TAU Study: Severe COVID-19 Produces Antibodies Quicker
Research has important implications for understanding of disease and tracking of future vaccines
A team of researchers from Tel Aviv University and the Sharon Hospital at the Rabin Medical Center, led by Prof. Motti Gerlic and Prof. Ariel Munitz of the Department of Microbiology and Clinical Immunology at TAU's Sackler School of Medicine, applied an innovative antibody test to about 70 COVID-19 patients at the Sharon Hospital. The researchers examined the development of antibodies targeting two different viral proteins in the patients' bodies, and found that severely ill patients developed the antibodies at a faster rate than those with a mild case of the disease. In addition, antibodies of the type IgG were maintained in the blood of most patients throughout the study. This project has important implications for our understanding of the immune response to SARS-CoV-2, as well as future tracking of the effectiveness of vaccines and population surveys (serological tests).
A diagnostic tool
The researchers found that antibodies of the type IgM, that usually develop at the early stages of viral contagions, developed early in this case only against the protein RBD – the site at which the virus SARS-CoV-2 binds to human cells, and not against the virus's nuclear protein. "We sampled the antibodies of about 70 COVID-19 patients at the Sharon Hospital, throughout the outbreak of the disease in Israel," says Prof. Munitz. "Our first finding was that not all viral proteins generate a rapid immune response, but that antibodies targeting the RBD protein did develop very quickly once the symptoms appeared. This finding is quite significant, because it suggests that the test we used may be utilized as a diagnostic tool at different stages of the illness."
"The second thing we noticed, which is even more interesting, is that patients defined as severely ill developed antibodies at a faster rate than mildly ill patients, but ultimately all patients exhibited a similar immune response," recounts Prof. Munitz. "Patients with mild, moderate and severe COVID-19 all developed the same level of antibodies. This is important, because one might have thought that the severely ill became so sick because they did not develop a sufficient amount of antibodies, and were thus unable to combat the virus effectively. We assume that the fast development of antibodies in these patients indicates that their immune system is hyper-active, but this hypothesis requires further research."
"We measured the levels of antibodies in the patients' blood when they arrived at the hospital, during the period of hospitalization and after their release," explains Prof. Gerlic. "We tried to understand whether the level of antibodies in their blood corresponded in any way to the severity of the illness, whether the antibodies developed in a similar way in all patients, and whether they remained in the blood for long periods of time – a critical factor for the 'herd immunity' we all wish to attain. We found that at later stages of the disease, about 50 days after the initial appearance of symptoms, a significant decline occurred in the presence of antibodies types IgM and IgA, regardless of the severity of the illness. In IgG-type antibodies, however, we observed only a slight decrease, even in mildly ill patients. IgG-type antibodies play an extremely important role in the immune response because they can neutralize the protein that binds the virus to human cells to enable contagion – thereby preventing the virus from penetrating the cells. We have not yet examined how the antibody actually works, and we do not know whether or not it neutralizes the virus, but the facts that these antibodies are quickly produced in all patients, and stay in the blood for a long time, suggest that they provide some level of immunity. So far, we have found that IgG-type antibodies remain in the body for two months. We will continue to monitor the patients for another year, to find out how long the antibodies remain in their bodies – hoping for the formation of an immunological memory."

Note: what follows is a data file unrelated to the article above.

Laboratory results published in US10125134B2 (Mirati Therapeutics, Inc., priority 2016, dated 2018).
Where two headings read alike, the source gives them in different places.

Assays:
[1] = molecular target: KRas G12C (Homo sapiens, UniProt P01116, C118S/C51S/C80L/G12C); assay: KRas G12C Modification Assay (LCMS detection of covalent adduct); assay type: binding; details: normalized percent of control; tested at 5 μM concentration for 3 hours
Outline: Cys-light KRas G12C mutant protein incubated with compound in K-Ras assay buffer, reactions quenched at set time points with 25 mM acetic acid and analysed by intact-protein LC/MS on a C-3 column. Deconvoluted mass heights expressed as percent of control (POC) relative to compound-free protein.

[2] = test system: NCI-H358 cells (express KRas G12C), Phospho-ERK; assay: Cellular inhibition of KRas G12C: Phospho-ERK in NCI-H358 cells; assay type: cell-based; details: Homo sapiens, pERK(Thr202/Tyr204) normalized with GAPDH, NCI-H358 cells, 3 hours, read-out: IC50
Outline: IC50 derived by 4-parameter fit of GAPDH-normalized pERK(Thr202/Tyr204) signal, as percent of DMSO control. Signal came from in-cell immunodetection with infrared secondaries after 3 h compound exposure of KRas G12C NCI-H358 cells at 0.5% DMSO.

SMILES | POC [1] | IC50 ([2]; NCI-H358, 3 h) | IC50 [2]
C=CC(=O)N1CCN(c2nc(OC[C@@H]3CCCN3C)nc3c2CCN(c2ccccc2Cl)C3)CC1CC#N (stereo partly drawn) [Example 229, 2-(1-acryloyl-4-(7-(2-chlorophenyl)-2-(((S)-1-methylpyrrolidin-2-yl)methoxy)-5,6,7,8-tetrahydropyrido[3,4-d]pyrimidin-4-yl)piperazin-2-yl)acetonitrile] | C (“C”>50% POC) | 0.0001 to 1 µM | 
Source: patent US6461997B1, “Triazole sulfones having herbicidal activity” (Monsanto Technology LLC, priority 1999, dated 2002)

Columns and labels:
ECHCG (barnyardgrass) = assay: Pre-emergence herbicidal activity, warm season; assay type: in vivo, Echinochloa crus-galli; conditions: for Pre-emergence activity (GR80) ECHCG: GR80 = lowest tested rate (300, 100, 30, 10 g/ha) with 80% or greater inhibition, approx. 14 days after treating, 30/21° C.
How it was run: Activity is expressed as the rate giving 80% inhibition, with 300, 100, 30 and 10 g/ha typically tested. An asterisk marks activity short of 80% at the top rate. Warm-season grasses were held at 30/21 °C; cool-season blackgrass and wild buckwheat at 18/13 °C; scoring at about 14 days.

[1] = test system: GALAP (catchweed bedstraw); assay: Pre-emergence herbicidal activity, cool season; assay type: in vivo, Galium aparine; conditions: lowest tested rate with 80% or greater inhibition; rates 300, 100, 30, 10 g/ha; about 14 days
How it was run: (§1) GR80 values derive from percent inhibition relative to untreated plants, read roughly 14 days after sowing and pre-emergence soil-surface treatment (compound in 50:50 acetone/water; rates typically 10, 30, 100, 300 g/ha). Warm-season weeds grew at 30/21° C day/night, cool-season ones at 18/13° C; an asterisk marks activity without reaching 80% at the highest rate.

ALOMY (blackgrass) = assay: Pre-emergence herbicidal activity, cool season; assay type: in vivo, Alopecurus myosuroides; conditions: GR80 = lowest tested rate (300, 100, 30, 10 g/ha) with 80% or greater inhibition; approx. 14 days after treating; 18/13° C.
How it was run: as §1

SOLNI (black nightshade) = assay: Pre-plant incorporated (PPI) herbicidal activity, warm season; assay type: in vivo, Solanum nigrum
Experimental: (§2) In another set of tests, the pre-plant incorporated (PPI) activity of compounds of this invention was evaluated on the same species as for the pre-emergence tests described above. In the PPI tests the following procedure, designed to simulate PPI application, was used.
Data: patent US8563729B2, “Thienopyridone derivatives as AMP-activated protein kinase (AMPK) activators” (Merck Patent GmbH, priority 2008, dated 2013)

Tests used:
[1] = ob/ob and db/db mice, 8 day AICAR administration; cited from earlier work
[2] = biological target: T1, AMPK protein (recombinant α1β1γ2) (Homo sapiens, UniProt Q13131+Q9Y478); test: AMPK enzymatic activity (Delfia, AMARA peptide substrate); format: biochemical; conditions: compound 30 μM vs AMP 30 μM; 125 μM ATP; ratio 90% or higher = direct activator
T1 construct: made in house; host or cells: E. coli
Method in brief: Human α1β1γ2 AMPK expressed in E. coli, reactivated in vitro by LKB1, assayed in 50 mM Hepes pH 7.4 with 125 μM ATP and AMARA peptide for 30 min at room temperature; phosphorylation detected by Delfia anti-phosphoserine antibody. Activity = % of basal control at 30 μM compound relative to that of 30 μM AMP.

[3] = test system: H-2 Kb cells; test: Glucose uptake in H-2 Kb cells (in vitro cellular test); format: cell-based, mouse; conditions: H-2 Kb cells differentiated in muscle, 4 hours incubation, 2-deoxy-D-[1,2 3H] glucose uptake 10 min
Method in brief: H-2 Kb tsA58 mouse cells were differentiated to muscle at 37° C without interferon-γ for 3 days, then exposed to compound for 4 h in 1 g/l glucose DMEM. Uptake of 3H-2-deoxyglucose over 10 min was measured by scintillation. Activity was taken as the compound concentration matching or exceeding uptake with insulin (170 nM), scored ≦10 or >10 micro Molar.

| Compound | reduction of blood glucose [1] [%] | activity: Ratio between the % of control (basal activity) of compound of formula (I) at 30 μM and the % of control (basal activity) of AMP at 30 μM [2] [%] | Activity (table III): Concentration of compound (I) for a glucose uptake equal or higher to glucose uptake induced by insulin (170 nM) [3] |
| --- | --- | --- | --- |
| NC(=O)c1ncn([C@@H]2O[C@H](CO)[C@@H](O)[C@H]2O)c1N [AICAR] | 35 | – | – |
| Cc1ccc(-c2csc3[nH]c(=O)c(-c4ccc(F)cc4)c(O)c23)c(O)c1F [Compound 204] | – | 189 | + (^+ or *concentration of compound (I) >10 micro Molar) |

In the new study the researchers from TAU used a new serological test developed in their laboratory. The IDF's Medical Corps has already used the serological test developed by Prof. Gerlic and Prof. Munitz to detect COVID-19 antibodies in the blood of IDF soldiers. Within the next few weeks the test will be sent to the Israel's Ministry of Health for validation, so that it may be used in population surveys.
"Alongside the interesting findings," says Prof. Munitz, "we wanted to demonstrate that our method is valid and more effective than the prevalent test for antibodies targeting viral proteins. To this end we examined samples of antibodies from the blood of COVID-19 patients, alongside samples from 200 healthy participants, taken before November 2019. We proved that our test, based on the antibodies, was able to distinguish between those who were ill and those who were not – at very high levels of sensitivity and specificity. One reason for this success is that we screen for three different antibodies: IgM that appears early and declines early, IgA - found on mucous surfaces like the lungs, and IgG, which we intend to test in the long run, because it may possibly lead to immunity.